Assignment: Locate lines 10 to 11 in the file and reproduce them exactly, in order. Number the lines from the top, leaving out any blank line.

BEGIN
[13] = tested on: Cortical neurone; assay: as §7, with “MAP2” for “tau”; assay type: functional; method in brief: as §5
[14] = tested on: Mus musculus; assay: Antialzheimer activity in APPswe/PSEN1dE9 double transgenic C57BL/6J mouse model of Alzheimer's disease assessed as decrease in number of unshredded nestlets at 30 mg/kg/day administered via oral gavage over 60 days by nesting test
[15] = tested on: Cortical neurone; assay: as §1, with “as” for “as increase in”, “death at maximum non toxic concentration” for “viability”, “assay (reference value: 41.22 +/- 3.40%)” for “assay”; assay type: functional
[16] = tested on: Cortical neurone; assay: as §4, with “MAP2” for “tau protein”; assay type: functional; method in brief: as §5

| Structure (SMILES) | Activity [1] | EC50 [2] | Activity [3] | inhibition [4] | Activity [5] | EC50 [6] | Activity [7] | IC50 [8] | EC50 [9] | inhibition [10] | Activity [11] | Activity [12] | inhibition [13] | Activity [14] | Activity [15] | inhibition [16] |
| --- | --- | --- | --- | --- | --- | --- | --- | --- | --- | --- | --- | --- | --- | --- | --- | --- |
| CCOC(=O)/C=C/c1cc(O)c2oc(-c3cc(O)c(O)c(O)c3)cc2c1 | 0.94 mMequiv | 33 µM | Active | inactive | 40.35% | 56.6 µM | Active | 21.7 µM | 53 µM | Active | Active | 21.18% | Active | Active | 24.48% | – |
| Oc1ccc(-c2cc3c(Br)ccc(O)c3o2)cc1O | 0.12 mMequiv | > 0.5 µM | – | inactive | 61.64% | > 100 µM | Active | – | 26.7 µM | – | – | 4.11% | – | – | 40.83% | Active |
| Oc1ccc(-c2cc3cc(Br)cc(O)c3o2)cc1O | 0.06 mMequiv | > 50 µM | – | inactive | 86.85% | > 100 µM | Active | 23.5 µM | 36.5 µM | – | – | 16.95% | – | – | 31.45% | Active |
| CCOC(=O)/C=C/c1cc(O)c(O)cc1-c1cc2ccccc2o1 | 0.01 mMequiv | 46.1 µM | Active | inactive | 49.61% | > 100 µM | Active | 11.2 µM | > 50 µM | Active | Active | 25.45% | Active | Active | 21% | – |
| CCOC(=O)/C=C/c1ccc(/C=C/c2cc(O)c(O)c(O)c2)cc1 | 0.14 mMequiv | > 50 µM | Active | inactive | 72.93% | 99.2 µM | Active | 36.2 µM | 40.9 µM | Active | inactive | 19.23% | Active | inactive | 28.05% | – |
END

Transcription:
| CCOC(=O)/C=C/c1cc(O)c(O)cc1-c1cc2ccccc2o1 | 0.01 mMequiv | 46.1 µM | Active | inactive | 49.61% | > 100 µM | Active | 11.2 µM | > 50 µM | Active | Active | 25.45% | Active | Active | 21% | – |
| CCOC(=O)/C=C/c1ccc(/C=C/c2cc(O)c(O)c(O)c2)cc1 | 0.14 mMequiv | > 50 µM | Active | inactive | 72.93% | 99.2 µM | Active | 36.2 µM | 40.9 µM | Active | inactive | 19.23% | Active | inactive | 28.05% | – |